Date of Publication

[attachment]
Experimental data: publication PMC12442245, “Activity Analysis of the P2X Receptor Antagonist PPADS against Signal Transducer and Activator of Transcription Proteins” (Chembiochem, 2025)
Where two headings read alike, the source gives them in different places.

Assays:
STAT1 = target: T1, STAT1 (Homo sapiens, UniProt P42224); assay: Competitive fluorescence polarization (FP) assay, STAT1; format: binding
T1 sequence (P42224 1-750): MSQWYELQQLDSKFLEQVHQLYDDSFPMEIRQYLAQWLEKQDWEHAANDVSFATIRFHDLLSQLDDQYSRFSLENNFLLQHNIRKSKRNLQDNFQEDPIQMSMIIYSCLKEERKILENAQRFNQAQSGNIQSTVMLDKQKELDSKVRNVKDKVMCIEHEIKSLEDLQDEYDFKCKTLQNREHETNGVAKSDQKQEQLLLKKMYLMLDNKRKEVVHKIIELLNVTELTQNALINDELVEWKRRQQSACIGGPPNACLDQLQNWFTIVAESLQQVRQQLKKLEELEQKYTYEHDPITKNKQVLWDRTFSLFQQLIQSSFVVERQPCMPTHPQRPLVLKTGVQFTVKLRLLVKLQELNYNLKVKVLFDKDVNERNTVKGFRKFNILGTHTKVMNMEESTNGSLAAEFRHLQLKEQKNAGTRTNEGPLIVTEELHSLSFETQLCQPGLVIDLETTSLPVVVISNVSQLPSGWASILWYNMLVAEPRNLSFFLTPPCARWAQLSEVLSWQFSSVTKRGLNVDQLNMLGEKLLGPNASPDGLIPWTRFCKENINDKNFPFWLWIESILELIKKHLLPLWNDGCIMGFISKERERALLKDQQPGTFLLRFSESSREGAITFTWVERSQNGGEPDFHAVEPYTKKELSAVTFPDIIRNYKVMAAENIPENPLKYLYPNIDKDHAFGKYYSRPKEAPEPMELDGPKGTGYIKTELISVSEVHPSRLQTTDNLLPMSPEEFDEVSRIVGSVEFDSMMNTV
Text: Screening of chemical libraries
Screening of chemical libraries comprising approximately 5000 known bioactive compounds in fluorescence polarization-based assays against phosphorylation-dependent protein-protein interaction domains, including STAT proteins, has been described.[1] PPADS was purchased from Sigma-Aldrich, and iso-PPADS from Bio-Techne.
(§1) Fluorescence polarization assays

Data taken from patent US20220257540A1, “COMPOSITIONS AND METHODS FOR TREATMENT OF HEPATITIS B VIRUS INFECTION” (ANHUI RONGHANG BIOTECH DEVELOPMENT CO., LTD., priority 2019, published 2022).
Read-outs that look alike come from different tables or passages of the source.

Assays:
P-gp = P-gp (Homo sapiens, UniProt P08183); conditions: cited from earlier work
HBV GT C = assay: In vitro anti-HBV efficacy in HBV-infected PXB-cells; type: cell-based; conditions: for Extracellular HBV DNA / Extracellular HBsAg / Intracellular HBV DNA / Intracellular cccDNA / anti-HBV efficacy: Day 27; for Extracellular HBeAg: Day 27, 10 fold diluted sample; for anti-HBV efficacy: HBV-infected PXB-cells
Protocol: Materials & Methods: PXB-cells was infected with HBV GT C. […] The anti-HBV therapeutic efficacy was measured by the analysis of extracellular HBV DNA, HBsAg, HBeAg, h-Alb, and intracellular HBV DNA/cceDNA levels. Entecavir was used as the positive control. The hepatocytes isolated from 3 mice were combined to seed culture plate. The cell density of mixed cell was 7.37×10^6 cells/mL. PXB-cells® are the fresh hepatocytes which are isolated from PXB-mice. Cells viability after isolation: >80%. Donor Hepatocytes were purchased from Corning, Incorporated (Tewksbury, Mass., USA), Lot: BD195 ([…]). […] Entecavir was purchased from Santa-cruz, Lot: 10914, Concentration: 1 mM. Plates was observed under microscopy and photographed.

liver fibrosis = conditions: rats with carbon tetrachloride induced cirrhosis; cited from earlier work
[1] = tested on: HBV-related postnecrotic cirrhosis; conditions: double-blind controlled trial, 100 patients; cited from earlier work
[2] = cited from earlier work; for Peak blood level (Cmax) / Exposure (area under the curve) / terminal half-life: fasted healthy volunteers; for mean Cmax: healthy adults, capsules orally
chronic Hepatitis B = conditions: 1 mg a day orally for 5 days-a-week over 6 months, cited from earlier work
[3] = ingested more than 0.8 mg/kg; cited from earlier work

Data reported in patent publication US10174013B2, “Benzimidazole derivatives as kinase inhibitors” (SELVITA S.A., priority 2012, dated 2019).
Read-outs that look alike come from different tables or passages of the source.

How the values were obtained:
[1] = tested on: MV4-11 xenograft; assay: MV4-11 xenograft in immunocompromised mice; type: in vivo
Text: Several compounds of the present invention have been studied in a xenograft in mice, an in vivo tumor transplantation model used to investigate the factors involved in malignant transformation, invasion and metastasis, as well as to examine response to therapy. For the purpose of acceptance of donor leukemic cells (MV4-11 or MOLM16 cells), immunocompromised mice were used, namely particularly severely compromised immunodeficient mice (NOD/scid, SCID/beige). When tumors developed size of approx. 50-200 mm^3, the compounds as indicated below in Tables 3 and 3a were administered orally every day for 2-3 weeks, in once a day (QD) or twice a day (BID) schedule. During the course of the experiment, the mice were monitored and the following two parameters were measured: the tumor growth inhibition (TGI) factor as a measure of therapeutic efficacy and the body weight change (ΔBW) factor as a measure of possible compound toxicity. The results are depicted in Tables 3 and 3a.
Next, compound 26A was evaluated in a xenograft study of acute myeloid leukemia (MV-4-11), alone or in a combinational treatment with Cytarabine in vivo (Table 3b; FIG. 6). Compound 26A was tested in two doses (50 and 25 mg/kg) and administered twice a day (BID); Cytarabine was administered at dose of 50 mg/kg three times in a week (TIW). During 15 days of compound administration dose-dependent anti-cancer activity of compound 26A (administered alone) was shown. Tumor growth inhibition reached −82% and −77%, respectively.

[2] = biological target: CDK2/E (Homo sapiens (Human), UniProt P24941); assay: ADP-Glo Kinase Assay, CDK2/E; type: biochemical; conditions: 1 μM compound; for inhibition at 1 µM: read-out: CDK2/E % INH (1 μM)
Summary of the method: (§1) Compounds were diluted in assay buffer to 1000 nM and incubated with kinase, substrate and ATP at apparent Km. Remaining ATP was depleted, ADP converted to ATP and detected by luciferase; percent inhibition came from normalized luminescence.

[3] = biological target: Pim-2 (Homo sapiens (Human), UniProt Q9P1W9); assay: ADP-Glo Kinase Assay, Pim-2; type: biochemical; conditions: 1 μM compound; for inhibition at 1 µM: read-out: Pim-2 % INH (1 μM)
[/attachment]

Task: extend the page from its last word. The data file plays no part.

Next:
Authentication mechanisms are widely adopted by organizations as a means of securing and controlling access to information systems and their accompanying information. While account credentials in the form of text-based passwords have been employed as an authentication mechanism since the 1970s, some security experts have argued the password’s ineffectiveness. Passwords can either be the cause of a data breach or information that is compromised during a data breach. Our investigation examines the difference in annual firm profit, annual sales, and annual operating expenses between firms that experience an account credential data breach and firms that experience a non-account credential data breach. To conduct our investigation, we use data breach incident information from the Privacy Rights Clearinghouse website and financial data from the Standard & Poor’s Compustat database. In our panel dataset, we identify 89 data breach incidents that involved account credentials out of our total sample of 937 incidents from years 2005-2019. Overall, our results indicate that firms that experience an account credential data breach have lower annual profit and lower annual sales compared to firms that experience a non-account credential data breach. However, we do not find a statistically significant difference in average operating expenses. Our findings suggest that it would be worthwhile to focus information security efforts on improving identity and access management practices since incidents that involve account credentials may lead to more negative financial consequences.